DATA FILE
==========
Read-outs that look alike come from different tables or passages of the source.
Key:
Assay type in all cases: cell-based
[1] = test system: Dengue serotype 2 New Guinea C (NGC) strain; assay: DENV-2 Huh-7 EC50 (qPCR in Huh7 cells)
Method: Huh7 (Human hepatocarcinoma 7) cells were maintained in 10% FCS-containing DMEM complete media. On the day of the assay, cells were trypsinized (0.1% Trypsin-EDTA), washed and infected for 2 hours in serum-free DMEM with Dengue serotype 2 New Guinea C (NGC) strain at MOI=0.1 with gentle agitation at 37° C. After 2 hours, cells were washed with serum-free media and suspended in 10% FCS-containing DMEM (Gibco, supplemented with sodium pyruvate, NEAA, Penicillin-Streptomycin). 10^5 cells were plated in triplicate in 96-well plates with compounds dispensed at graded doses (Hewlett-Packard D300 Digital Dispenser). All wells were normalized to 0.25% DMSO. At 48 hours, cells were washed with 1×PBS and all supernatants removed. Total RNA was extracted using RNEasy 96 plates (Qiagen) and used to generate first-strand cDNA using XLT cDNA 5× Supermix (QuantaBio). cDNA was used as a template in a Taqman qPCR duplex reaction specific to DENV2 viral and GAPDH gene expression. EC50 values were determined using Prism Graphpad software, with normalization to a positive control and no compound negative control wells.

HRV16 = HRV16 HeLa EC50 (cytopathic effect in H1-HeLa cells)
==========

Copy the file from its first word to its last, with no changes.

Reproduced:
Read-outs that look alike come from different tables or passages of the source.
Key:
Assay type in all cases: cell-based
[1] = test system: Dengue serotype 2 New Guinea C (NGC) strain; assay: DENV-2 Huh-7 EC50 (qPCR in Huh7 cells)
Method: Huh7 (Human hepatocarcinoma 7) cells were maintained in 10% FCS-containing DMEM complete media. On the day of the assay, cells were trypsinized (0.1% Trypsin-EDTA), washed and infected for 2 hours in serum-free DMEM with Dengue serotype 2 New Guinea C (NGC) strain at MOI=0.1 with gentle agitation at 37° C. After 2 hours, cells were washed with serum-free media and suspended in 10% FCS-containing DMEM (Gibco, supplemented with sodium pyruvate, NEAA, Penicillin-Streptomycin). 10^5 cells were plated in triplicate in 96-well plates with compounds dispensed at graded doses (Hewlett-Packard D300 Digital Dispenser). All wells were normalized to 0.25% DMSO. At 48 hours, cells were washed with 1×PBS and all supernatants removed. Total RNA was extracted using RNEasy 96 plates (Qiagen) and used to generate first-strand cDNA using XLT cDNA 5× Supermix (QuantaBio). cDNA was used as a template in a Taqman qPCR duplex reaction specific to DENV2 viral and GAPDH gene expression. EC50 values were determined using Prism Graphpad software, with normalization to a positive control and no compound negative control wells.

HRV16 = HRV16 HeLa EC50 (cytopathic effect in H1-HeLa cells)